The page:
Both Iveco and Nikola describe their European joint venture as a perfect partnership, but what do each get out of it?
The benefits for Nikola are blindingly obvious. Access to a donor vehicle and a ready-made dealer network, have according to Milton, accelerated its European programme ‘by four to five years, and saved half a billion dollars’. But there’s more to it than that. Not all of Iveco’s investment was cash. Instead a sizeable sum will be delivered in services.
“In the US we have a beautiful truck [Nikola Two] that is already on the road, but parts are falling off everywhere, and windows are cracking as it goes down the road,” explains Trevor Milton, Nikola CEO. “What we wanted to do was figure out how to prevent that from the beginning.
“And so, we told Iveco, ‘we’ll do the JV with you in Europe with the Nikola Tre but we need your help in the US’, and they agreed. Iveco will help us through the whole process. They’re setting up our factory, they are designing it, they are designing our truck with us, they are validating it, you couldn’t ask for a better partner.”
In return for its investment, Iveco’s parent company CNH Industrial gets between seven and eight per cent of Nikola Motor stock. But more importantly, it gives it access to Nikola’s zero-emission drivelines. This is vital if the truck maker is to hit the EU targets of 15 per cent less CO2 by 2025, and 30 per cent less CO2 by 2030, and avoid hefty fines.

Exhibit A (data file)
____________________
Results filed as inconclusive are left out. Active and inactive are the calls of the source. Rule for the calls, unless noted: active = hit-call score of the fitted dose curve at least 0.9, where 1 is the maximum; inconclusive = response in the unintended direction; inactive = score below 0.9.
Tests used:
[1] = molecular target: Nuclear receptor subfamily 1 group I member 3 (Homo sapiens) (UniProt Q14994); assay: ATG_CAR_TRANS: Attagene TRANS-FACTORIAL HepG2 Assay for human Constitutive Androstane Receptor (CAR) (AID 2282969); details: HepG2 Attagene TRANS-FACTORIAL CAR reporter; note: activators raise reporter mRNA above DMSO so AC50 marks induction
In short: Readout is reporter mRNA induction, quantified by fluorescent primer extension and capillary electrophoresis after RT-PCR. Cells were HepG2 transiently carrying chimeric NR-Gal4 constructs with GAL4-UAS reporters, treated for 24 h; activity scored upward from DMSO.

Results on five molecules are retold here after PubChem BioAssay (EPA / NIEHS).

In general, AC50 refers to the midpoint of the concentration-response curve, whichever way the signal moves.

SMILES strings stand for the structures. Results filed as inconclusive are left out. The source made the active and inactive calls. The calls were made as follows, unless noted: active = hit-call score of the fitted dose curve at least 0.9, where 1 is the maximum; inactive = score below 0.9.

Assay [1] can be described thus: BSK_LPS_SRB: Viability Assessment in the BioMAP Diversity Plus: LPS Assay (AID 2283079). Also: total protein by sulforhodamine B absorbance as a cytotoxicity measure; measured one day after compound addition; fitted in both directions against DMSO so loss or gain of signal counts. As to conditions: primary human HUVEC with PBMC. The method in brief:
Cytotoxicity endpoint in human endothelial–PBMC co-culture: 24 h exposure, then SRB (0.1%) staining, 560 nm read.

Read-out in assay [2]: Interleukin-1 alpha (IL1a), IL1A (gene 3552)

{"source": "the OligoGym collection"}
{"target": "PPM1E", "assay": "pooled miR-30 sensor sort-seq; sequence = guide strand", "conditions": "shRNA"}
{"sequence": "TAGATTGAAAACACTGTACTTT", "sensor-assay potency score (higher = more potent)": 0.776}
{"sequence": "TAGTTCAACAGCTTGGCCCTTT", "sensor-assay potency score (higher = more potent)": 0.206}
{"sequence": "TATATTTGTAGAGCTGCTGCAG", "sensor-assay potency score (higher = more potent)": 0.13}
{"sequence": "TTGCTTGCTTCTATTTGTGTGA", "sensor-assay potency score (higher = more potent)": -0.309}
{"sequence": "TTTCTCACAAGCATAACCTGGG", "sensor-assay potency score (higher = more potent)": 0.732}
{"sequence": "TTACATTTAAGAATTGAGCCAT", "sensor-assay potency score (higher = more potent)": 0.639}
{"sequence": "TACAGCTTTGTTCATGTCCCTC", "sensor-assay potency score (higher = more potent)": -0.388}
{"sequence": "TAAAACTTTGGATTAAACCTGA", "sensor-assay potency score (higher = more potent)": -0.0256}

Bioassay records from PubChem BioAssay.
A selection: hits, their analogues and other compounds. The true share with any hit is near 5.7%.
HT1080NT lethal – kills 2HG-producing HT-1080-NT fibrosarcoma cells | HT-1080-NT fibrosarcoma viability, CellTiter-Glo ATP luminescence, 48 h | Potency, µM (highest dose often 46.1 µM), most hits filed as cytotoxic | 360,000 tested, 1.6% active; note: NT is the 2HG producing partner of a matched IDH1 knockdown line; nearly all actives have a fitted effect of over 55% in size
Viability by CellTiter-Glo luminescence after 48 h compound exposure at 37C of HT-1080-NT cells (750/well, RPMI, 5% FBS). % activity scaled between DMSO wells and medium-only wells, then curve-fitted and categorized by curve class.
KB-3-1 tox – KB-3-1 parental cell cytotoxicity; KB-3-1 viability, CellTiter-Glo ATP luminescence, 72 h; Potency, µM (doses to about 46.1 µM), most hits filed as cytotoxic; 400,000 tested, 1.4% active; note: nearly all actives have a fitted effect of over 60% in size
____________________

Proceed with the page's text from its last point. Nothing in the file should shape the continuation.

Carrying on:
Hydrogen Availability Conundrum
In order to avoid the age-old chicken and egg supply and demand problem, Nikola intends to construct its own hydrogen fuelling/charging stations, both in the US and in Europe. While it envisages needing 700 of them Stateside, in Europe it believes 70 should suffice.
European hydrogen stations will be opened in phases, commencing in 2022 along major freight corridors in central Europe, including France, Germany, Benelux and Italy. Phase two in 2026 adds the UK, Ireland, Scandinavia, Spain and Portugal. The final phase, which takes us to 2030, covers the rest of the continent.
These sites will produce their own green hydrogen, using only renewable clean electricity. In most cases this will be solar, but on occasions wind will be used.
Each hydrogen production station will initially be capable of making eight tonnes of the gas every day, but will be expandable to a potential 32 tonnes. Hydrogen production is water and electricity-intensive, requiring 75,000 litres and 17.8 megawatts respectively. Nikola is currently experimenting with using grey water to reduce its environmental impact.